This is not about perfection; it’s about the intent of our hearts.

No one is forced to follow; it’s a choice. That’s part of the beauty and power of your willingness to follow those who lead you.

For example, I choose to follow our senior pastor Kevin Myers as I lead those who follow me. It’s not either-or; it’s both lead and follow.

It’s like when a volunteer says yes to you; they choose to follow. It’s a beautiful and sacred trust that we must lead well.

Following is also an attitude based on character, and humility is the core character trait of a follower’s attitude.

2) Leadership is based on responsibility over authority. 

“All authority in heaven and on earth …” (Matt 28:18) has been given to Jesus, yet He does nothing apart from the Father.

The way Jesus handles His spiritual authority is our model for leadership and followership.

“Very truly I tell you, the Son can do nothing by himself; he can do only what he sees his Father doing, because whatever the Father does the Son also does.” 

John 5:19

As a spiritual leader, you have authority, but that’s not what you seek.

  • If you seek authority first, your leadership feels heavy to those you lead. It’s like the burden of leadership is on the followers.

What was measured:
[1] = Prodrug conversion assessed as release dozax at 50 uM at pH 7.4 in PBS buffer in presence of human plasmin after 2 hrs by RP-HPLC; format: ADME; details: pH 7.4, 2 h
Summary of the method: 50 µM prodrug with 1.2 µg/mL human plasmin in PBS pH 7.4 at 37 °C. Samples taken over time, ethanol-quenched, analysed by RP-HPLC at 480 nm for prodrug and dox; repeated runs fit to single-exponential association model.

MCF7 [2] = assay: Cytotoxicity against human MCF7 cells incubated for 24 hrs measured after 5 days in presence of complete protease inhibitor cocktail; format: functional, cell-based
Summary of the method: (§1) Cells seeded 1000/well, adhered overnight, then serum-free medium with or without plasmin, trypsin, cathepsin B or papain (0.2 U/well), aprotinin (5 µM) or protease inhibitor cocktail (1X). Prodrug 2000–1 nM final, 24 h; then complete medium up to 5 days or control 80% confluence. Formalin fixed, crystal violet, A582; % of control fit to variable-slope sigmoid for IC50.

• If you seek responsibility first, your leadership feels light to those you lead because you carry the burden; you carry the load along with those you lead.

When you focus your leadership on responsibility over authority:

  • Your eyes are on the purpose
  • You are willing to sacrifice your personal gain
  • Your authority is only for the good of the people.

3) Serving is second nature to a spiritual leader.

The heart of a servant was one of the first things I was taught as a young disciple. But it took me a while to learn that it’s only when I serve with joy that I truly model Jesus’ example.

“For even the Son of Man did not come to be served, but to serve, and to give his life as a ransom for many.”

Mark 10:45

Putting others first and serving them is not our instinctive human nature, but it becomes second nature to a spiritual leader over time.

Human nature is “me first.” Jesus’ example is others first. Candidly, I think it’s a life-long endeavor to live this out as a leader, and we must keep maturing.

One good way for us to know we possess a servant’s heart as we lead is that we don’t mind being treated like one.

Here’s another way.

When someone asks you to do something for them or even expects you to do something for them, how do you feel? Put upon, or happy to serve?